The most radical, community-organizing-inspired proposal to come out of the Obama administration is not the recent National Labor Relations Board moves aimed at strengthening organized labor nor his push to create more green jobs. No, it is his new proposal to limit the tax subsidy for very wealthy people to make so-called “charitable” contributions.
Though designed with the best of intentions, this subsidy now provides a financial incentive for nonprofits to rely primarily on a handful of huge donors, rather than encouraging them to build a broad, small-dollar fundraising base — one that would inherently grant the nonprofit world much-needed independence from the elite’s narrow self-interests. Moreover, this tax break often ends up subsidizing the super-rich’s efforts to finance their own partisan causes — causes which represent the opposite of soup kitchens, mentoring programs or anything else that falls under the rubric of actual charity.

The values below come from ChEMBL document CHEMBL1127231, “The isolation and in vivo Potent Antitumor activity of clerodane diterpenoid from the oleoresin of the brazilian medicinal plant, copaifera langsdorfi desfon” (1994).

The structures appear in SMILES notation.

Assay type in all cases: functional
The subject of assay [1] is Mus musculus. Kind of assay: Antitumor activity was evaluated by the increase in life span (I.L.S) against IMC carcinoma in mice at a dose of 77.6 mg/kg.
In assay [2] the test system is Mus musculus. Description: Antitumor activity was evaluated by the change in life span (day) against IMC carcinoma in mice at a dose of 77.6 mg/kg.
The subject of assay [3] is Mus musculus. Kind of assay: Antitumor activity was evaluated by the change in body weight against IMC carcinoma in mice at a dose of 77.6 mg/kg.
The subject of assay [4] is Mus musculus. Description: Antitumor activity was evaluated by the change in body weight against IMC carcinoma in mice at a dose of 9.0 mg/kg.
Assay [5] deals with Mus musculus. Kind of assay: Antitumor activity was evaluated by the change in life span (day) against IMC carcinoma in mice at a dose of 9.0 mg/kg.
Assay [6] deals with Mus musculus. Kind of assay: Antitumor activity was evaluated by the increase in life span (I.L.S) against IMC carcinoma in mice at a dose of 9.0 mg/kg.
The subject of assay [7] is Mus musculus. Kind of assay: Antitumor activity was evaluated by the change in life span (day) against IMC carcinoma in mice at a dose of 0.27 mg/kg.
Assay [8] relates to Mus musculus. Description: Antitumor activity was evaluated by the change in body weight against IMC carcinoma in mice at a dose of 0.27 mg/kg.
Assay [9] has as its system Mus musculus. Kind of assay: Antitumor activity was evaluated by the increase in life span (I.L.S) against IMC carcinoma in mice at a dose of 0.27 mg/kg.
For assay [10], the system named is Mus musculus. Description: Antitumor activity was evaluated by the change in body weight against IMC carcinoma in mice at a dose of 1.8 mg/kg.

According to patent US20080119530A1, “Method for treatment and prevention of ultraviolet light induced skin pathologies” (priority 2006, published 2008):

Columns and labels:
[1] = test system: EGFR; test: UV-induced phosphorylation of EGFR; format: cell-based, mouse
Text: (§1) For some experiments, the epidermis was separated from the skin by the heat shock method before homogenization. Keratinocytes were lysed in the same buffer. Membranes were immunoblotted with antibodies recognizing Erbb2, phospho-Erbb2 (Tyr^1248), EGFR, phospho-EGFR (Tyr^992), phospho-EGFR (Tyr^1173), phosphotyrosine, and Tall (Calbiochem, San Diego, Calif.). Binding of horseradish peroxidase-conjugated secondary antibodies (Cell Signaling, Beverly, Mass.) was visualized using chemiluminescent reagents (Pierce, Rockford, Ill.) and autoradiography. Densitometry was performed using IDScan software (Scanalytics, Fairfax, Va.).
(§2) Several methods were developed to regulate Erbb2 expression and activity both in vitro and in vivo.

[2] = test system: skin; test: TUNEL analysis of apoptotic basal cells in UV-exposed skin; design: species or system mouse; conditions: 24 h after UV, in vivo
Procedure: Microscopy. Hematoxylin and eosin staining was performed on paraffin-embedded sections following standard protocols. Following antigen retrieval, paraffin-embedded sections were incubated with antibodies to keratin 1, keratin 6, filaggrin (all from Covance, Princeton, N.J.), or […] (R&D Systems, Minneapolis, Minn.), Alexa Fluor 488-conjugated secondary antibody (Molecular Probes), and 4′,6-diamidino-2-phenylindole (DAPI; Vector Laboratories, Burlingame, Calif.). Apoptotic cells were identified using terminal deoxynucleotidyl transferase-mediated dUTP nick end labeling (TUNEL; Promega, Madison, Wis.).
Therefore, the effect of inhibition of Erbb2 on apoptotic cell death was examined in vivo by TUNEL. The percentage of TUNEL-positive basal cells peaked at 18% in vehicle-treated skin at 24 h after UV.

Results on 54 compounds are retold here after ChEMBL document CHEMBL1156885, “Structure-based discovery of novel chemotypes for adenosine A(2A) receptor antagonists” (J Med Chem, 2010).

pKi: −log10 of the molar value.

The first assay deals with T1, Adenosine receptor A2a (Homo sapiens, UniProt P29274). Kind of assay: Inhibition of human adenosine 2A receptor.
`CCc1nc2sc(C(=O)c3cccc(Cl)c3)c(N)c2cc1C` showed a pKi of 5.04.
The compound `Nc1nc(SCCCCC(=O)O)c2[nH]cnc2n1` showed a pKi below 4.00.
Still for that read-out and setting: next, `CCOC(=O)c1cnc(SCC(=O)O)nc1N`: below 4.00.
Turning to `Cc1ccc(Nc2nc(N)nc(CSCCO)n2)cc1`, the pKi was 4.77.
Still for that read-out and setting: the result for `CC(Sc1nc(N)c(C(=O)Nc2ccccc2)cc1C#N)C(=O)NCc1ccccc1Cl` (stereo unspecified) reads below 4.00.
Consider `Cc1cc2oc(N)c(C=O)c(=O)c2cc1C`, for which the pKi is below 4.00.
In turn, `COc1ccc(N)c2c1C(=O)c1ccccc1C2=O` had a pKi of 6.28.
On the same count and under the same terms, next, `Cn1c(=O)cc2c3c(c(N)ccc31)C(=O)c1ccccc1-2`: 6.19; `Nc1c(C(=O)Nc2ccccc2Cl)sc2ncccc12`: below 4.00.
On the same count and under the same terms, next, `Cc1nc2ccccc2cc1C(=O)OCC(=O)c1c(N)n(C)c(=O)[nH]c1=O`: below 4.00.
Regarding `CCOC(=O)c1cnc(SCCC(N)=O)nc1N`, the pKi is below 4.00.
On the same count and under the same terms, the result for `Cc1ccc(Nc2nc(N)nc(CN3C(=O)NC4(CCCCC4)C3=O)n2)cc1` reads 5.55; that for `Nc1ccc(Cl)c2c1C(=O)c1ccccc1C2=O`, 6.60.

To understand how this all operates, recall that President Obama is not — even remotely — proposing to halt government subsidization of nonprofits. He’s merely proposing to minimally reduce the amount the very affluent can write off their tax bill when they make donations to 501(c)3 organizations from the current (huge) 35 percent of the contribution down to (the still pretty huge) 28 percent.
As the Chronicle of Philanthropy reports, this one provision alone would generate a whopping $400 billion for the U.S. Treasury and would apply only to those making over $200,000 a year — that is, to the top 3 percent of income earners.
The fact that such a modest proposal, affecting so small a part of the population, would generate such enormous revenue reflects how philanthropy in America now tracks the larger contours of our Gilded Age economy. Because they now control such a disproportionate share of national wealth, America’s rich make the lion’s share of tax-deductible philanthropic contributions. A 2006 survey found that the 3 percent of Americans with assets above $1 million “are responsible for nearly two-thirds of all charitable giving” (all this despite the fact that, as ABC News, “people at the lower end of the income scale give almost 30 percent more of their income”).